September 17, 2021
Consolidation and productivity
Should the United States be worried about its growing monopolies?
Source: Vitalii Karas
Not since the heydays of AT&T and IBM has the United States seen companies like Google, Amazon, and Facebook dominate their respective markets. The rise of these new titans of industry has raised alarms across the political spectrum, with many worrying that oligopolies might be depressing wages and running roughshod over consumers.
But those fears may be overblown.
A paper in the American Economic Journal: Microeconomics confirms that oligopolies are indeed growing in many sectors, but that market concentration is positively correlated to productivity and real output growth, which is benefiting the overall economy.
“I think a lot of the debate in the United States about monopolies and market concentration is devoid of basic underlying facts about what has happened over the last forty to fifty years,” author Sharat Ganapati told the AEA in an interview. “I think the most important thing about this paper is that it lays out what has happened to prices, concentration, output, and productivity.”
Ganapati analyzed the majority of the private sector economy—over 75 percent of gross output in 2012—and associated price data from 1972 to 2012.
The data revealed a few patterns that don’t fit with a naive view of economic monopolies. In the most basic models, if companies are big enough to influence the market, they try to do so by restricting output and increasing prices for consumers.
However, Ganapati found that when concentration was higher within an industry, it actually tended to have more real output growth. A 10 percent increase in the national market share of the four largest firms was correlated with a 1 percent increase in real output. On top of that, price hikes were not at all correlated with increased market concentration.
In other words, under current antitrust regulations, growing US oligopolies don’t appear to be exercising undue influence on the market, and consumers don’t appear to be any worse off.
On the employment side, workers in concentrated industries actually appeared to fare better than their counterparts in less concentrated industries. A 10 percent increase in the market share of the largest four firms was linked to a 0.4 percent increase in wages.
Why doesn’t growing concentration appear to be a problem?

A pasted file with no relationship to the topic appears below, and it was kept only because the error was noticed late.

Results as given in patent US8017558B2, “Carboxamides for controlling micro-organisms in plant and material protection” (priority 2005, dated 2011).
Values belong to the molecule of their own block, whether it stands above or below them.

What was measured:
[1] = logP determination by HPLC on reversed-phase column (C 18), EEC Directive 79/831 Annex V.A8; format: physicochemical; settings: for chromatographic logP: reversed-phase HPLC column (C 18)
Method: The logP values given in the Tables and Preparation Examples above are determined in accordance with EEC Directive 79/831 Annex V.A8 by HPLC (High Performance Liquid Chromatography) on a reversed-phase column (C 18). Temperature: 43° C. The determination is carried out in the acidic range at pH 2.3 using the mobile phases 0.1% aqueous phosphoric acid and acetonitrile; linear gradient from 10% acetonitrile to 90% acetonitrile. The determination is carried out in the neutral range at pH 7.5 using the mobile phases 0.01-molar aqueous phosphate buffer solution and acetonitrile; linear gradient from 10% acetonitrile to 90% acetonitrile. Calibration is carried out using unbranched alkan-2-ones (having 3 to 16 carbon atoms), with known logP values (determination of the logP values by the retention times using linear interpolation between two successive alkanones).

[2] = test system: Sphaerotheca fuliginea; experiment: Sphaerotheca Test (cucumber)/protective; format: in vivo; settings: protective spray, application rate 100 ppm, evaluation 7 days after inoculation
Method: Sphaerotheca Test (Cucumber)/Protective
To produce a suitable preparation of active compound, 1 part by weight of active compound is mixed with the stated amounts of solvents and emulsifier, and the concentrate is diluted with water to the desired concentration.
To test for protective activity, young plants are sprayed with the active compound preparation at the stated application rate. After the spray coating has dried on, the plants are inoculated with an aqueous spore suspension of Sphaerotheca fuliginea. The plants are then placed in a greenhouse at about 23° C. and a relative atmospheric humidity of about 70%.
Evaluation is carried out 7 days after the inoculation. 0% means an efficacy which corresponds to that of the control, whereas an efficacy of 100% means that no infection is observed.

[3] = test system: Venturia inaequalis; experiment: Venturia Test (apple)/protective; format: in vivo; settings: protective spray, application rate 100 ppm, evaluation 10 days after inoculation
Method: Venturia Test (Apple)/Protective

The data suggest that dominant companies innovate in ways that make them more productive. A 10 percent increase in the market share of the largest four firms was linked to a 2 percent increase in labor productivity.
Across industries, a few leaders increased productivity, which allowed them to expand real output and hold down prices while maintaining or reducing the size of their workforces.
Rather than saying big is bad, you should say why big is bad. Because in certain cases, it's leading to more productivity. But in other cases, it's leading to truly anticompetitive conduct.
The picture that emerges is one of a few so-called superstar firms outpacing their competitors in a technological arms race. But Ganapati says that these firms often look more like Walmart and Sysco—a multinational food supplier—than Google and Facebook.
“Walmart is a great example of what's going on. They spent billions of dollars in the ‘80s and early ‘90s computerizing their entire infrastructure operations,” Ganapati said. “It gave them an almost insurmountable lead for 20 years in the big-box store industry, letting them kill off rivals such as Sears and JCPenney.”
This doesn’t mean that these companies passed on all their productivity gains to consumers, Ganapati explained. They are still incredibly profitable. It’s just that some of those profits are potentially deserved because the companies invested in ideas before they were profitable. In other words, superstars may be making profits today to make up for losses in the past.
Moreover, there were still some sectors that exhibited the classic symptoms of traditional monopolies. In particular, market concentration in the health care sector was correlated with price increases.
Ganapati's work demonstrates that many questions about monopolies are empirical and that the potential harm they cause falls on a spectrum.
“Rather than saying big is bad, you should say why big is bad. Because in certain cases, it's leading to more productivity. But in other cases, it's leading to truly anticompetitive conduct,” Ganapati said. “The real question is how do we efficiently regulate firms without destroying the link to productivity.”
“Growing Oligopolies, Prices, Output, and Productivity” appears in the August 2021 issue of the American Economic Journal: Microeconomics.